The problem with strawberry shortcake—call me on this if you like—is the biscuit base. No matter how buttery and/or flaky, it’s still mostly white flour. In my view, delicate fresh strawberries are burdened by the dense and stodgy biscuit, with the flowery berries demoted to a topping rather than the point. Granted, I’m the person who savors every bit of the fruit and cream and takes only one bite of the biscuit. Previously, my version of strawberry cake was genoise layers, filled with sliced strawberries in their own syrup and frosted with lightly sweetened stabilized (by cooking a bit of the cream with cornstarch) whipped cream. That cake has the texture—light, meltingly soft, spongy—of my dreams. But this month, we’re doing distance dining in our backyard with one or two other people, and it seemed silly to bake and assemble a layer cake only to keep it unseen in the kitchen. Moreover, genoise, which uses whole eggs, seemed somehow too yellow, too rich, for the blank canvas I was dreaming of. I gradually realized that a chiffon cake would make a perfect base for fresh strawberries and cream. I wanted to use almond flour, and once that thought lodged, I thought it would be silly not to also make the cake gluten-free.
I love egg whites, because of their protein nutritive value (I remember reading that Martha Stewart’s diet consisted mostly of hard-boiled egg whites), and because they become something else entirely when air is whipped into them, a blank canvas. My favorite cakes use whipped egg whites as leavening. (I use the leftover yolks in brioche and stollen dough and in custards.) Angel food cakes seem cloyingly sweet to me, while chiffon cakes have the same lightness and a more moist texture. According to most sources, the chiffon cake is an American invention of the 1920s by an insurance agent named Harry Baker. Its genius lies in the combination of whipped egg whites plus baking powder for leavening.
So here’s an almond chiffon cake, whose (please cut them big) wedges make a wonderful base for fresh, sliced strawberries and softly whipped or drizzled heavy cream. The faint almond taste adds interest but does not destroy the “blank canvas” of the cake. Like a trifle but in no sense a leftover, and not at all messy, this cake needs no alcohol to revive it. If you do have raspberry eau de vie or kirsch on hand, you could add a splash of that to the sliced berries and sugar. Or just a squeeze of lemon juice. You could, of course, use other berries or sliced fruit—any stone fruit would be lovely with the almond flavor. This is the cake I’m going to bake all summer long.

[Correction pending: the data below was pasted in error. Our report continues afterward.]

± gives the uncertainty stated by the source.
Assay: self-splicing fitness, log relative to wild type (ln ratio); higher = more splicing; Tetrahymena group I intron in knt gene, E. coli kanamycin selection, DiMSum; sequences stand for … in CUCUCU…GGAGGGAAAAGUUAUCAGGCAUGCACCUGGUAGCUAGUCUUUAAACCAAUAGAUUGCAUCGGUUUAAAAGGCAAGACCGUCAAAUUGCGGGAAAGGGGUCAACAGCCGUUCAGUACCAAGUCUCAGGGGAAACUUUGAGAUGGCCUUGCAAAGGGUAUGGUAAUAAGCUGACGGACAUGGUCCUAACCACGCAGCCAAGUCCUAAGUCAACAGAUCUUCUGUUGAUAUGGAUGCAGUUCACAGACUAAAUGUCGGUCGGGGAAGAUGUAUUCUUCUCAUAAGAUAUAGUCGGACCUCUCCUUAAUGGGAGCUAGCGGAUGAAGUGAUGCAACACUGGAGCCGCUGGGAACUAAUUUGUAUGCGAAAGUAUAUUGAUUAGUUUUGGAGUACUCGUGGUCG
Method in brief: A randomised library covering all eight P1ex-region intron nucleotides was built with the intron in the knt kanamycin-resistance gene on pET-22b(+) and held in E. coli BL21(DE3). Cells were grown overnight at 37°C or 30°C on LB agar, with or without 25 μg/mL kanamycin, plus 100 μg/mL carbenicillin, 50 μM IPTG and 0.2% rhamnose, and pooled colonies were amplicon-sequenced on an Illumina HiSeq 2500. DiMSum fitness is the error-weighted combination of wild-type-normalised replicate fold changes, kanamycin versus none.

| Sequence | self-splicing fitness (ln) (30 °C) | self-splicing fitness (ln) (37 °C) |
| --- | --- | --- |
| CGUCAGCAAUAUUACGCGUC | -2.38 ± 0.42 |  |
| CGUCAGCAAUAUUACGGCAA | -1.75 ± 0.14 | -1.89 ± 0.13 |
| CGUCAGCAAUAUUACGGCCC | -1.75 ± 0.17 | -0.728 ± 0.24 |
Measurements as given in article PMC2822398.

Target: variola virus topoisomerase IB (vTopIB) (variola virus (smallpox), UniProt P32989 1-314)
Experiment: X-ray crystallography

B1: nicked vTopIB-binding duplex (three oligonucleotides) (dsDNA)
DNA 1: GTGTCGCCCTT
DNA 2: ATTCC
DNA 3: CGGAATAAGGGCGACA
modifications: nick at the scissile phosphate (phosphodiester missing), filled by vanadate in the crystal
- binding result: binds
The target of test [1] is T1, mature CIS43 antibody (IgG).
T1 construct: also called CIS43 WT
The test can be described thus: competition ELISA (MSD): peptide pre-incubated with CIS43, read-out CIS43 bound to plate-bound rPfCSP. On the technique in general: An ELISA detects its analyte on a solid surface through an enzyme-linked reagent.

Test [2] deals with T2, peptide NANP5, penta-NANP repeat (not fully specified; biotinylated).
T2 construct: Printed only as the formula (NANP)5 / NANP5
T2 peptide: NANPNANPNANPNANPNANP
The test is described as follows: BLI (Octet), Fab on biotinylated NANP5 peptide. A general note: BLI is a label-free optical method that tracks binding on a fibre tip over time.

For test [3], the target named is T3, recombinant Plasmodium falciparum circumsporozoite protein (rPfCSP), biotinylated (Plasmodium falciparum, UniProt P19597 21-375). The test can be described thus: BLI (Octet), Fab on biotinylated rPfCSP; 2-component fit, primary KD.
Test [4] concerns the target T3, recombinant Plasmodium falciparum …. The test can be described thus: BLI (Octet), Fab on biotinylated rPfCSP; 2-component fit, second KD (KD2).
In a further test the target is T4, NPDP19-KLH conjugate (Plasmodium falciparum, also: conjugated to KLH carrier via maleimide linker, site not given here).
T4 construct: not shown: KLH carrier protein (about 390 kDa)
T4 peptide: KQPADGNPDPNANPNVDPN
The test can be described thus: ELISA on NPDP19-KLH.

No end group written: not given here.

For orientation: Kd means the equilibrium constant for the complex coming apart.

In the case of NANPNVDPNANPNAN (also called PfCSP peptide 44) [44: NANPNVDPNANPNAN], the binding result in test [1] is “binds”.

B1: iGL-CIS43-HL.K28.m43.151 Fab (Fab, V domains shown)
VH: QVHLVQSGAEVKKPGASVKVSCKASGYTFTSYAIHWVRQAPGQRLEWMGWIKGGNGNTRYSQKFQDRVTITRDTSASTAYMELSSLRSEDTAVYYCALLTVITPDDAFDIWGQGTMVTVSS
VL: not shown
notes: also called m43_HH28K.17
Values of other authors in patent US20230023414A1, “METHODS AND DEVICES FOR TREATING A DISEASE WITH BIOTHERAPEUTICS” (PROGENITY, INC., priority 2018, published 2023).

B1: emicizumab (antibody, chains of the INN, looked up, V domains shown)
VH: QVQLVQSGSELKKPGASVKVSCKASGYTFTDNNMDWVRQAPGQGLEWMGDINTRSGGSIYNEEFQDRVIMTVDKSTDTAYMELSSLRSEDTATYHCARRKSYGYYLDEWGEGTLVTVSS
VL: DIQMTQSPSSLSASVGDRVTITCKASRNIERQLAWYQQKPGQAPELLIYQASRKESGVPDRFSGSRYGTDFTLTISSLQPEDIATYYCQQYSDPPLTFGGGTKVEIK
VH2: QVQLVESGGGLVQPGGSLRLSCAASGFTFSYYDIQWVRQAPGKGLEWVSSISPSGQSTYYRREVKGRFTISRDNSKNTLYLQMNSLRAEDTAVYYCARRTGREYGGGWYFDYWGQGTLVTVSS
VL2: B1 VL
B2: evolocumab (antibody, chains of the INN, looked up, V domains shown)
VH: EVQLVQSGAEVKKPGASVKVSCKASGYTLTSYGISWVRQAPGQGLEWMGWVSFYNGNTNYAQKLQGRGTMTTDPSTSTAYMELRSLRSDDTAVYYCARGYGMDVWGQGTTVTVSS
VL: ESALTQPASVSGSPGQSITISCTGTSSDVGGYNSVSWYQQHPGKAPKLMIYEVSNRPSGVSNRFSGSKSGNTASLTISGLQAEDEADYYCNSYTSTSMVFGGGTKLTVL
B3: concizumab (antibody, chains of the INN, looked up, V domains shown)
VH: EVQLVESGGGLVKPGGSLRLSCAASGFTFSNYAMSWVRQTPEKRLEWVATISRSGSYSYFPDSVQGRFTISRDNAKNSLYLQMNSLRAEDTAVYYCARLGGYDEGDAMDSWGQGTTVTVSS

Gluten-free Almond Chiffon Cake
3.5 ounces almond flour
3.5 ounces fine white rice flour
2 ounces tapioca (or corn) starch
8 ounces sugar (whirred in a food processor or blender until superfine if you can), divided in half
2 tsp. baking powder
½ tsp. salt
½ cup avocado (or other neutral vegetable) oil
½ cup water or milk
1 tsp. vanilla extract
1 tsp. almond extract
5 egg yolks
9 egg whites
1 tsp. cream of tartar
Heat oven to 325 degrees and place one rack in middle.
You’ll need three bowls, plus a stand mixer and its bowl, and an ungreased angel food or tube cake pan.
Whisk together almond flour and starches, baking powder, salt, and half the sugar. Set aside.
Whisk together oil, water, egg yolks, and extracts.
Whip egg whites until foamy, add cream of tartar, and whip until soft peaks, then gradually add half the sugar and continue beating until strong but not dry peaks form. (The egg whites need to continue to rise when the cake is baking.) Dump the beaten egg whites into a large bowl (11 quart).
Into the mixer bowl (without washing) dump the flour mix and the oil/water mix and beat about one minute or until very smooth.
Take about two cups of the beaten egg whites and fold it into the oil/flour/yolk mixture to lighten. Then fold the rest of the mixtures together in the largest bowl.
Pour into an ungreased angel food (or large tube) pan and bake for 55 minutes or until a cake tester comes out clean. Turn pan upside down onto a cup or bottle (if the pan does not have feet, or even if it does) to cool at least two hours.
Once the cake is completely cool, use a long, thin sharp knife and a metal skewer to dislodge the bottom and sides and around the core. I use a paper clip that I have straightened out for the core (the same device I use to test if the cake is done). Invert on a greased wire rack and reinvert onto a serving plate or cake keeper. One point about the crust: it gets gummy, like a genoise crust, and detracts from the pure sponge texture. I cut off a thin layer of the cake top and sometimes also bottom before serving, and the result is cleaner and more attractive. The cake lasts in the refrigerator for over a week, and at room temperature for a few days.